"Ms. Park... why are there sprinklers watering the dusty athletic field that has no grass whatsoever?"
"Oh... The field gets too dusty, so they try to keep it damp. It's healthier for the students' lungs."
Weird. Especially since it rained yesterday. But hey... the answer makes more sense than not knowing.
Mr. Lee is a math teacher who takes my English conversation class for non-English teachers. He is the most capable of speaking in English (though some of the other teachers are just as good at reading/writing). He recently welcomed his second child--a son. We'd been studying families and the homework assignment was to write an essay describing his family. In the essay he said his son was 16 days old and in a 조리원. I had no idea what that was, so I asked him.
"It's a kind of place for children after they are born. A house kind of." His face looked a little pained as he searched for the words to explain. I misunderstood this as worry for his son and thought it might be an incubator.
"Like a small glass house that sometimes babies go if they are too early?"
"No. no. It's for babies and mothers. A resting place."
"Oh, not in a hospital?"
"No, not a hospital. It's warm. In Korea we think warm is good for the baby and the mother. And women help with the baby so my wife can rest."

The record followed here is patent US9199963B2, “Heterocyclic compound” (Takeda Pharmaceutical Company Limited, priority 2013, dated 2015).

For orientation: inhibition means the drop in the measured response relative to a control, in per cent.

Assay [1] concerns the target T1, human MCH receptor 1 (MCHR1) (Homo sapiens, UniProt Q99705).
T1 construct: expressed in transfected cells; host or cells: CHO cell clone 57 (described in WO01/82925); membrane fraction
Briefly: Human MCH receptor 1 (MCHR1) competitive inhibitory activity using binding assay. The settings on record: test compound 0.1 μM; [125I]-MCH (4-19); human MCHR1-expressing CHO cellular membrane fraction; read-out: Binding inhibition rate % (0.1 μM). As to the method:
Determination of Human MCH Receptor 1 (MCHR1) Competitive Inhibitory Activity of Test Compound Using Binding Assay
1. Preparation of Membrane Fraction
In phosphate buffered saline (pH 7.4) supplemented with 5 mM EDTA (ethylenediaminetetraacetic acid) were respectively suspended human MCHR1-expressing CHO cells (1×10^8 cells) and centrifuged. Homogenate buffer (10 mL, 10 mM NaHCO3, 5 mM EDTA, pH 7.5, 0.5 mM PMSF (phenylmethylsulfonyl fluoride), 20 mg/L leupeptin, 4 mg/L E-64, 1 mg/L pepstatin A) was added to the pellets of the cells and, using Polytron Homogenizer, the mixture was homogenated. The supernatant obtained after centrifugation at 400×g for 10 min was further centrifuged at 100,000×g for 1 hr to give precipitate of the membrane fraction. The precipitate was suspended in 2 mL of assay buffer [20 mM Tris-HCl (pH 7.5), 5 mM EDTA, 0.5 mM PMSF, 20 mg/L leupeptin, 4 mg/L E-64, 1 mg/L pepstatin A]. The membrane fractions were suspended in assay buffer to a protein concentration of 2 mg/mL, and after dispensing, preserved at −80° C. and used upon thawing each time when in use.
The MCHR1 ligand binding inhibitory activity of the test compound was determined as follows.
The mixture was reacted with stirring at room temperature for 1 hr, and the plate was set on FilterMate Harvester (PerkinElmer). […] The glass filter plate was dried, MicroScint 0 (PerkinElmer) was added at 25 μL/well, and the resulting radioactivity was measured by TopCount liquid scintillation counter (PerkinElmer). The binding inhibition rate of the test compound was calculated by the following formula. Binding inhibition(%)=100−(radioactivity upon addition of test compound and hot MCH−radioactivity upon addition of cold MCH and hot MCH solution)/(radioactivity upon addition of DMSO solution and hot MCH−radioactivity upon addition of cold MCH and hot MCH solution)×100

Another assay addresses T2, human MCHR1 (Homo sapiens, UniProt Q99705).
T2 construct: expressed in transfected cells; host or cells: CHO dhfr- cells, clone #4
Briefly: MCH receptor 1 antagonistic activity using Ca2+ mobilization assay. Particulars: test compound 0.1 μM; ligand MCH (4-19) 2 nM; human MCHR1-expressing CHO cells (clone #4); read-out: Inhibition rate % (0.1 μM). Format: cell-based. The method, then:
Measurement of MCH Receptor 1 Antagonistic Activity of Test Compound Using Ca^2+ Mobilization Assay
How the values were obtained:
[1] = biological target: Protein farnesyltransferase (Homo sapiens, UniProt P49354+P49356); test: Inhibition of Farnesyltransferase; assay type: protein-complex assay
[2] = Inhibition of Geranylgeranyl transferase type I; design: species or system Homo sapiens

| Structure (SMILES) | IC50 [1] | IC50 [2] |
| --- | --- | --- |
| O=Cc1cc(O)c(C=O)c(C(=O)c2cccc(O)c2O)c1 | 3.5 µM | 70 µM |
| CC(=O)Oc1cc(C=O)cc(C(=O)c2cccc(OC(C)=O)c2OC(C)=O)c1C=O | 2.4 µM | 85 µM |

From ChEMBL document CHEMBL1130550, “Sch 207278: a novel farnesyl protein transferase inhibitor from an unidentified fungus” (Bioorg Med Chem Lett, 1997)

"I don't think we have those in America. Like a place just for women and newborn babies so they don't have to cook for themselves and such? Nurses and other helpers take care of mom and baby?"
"Yes. For maybe three weeks."
"Wow! That would be so nice. Is it expensive?"
"Some. We are using an expensive place!" He says this with pride.
"How much is it?"
"Our place is 2,700,000 won."
"For the whole three weeks?"
"That's not too bad, considering how much help it must be to your wife!"
Back in the teacher's room, I tell Ms. Suh what I learned about 조리원 to confirm that I understood what Mr. Lee was saying. We then started talking about the differences between America and Korea in birth culture.
"I think American women and Korean women are different species," declares Ms. Suh with a playful smile on her face.
"No, no. Not different species! Just different cultures." I insist.
"My friend told me that in America when women give birth, they can walk the next day. That's not true in Korea."
I'd heard about the belief in Korea that after giving birth women should rest in a rather extreme fashion, so I objected quickly. "Korean women CAN walk, too. They just don't."
Ms. Suh insisted for a few minutes more, while I maintained that biologically, Korean women are capable of walking but culturally they are instructed not to do so, until Ms. Park (who has two children) returned to help us out.
"Ms Park, help us out. Can Korean women walk after giving birth?"
"Yes! Ms. Park will know because she has experience! Tell us!" Ms. Suh was very excited at this point.
Ms. Park gave us both the funniest deadpan look. "Well, people like to say that women can't walk after giving birth. But two hours after the birth of my daughter, I was up and walking around the hospital looking for her."
We all laughed.
After Ms. Suh went off to class, I learned more about the cultural practices surrounding birth in Korea from Ms. Park. Like women in the 조리원 are not supposed to stand to shower for the first few days (ew!) and have to be wheeled around like an invalid for a week or more.
Overall a very educational day for me...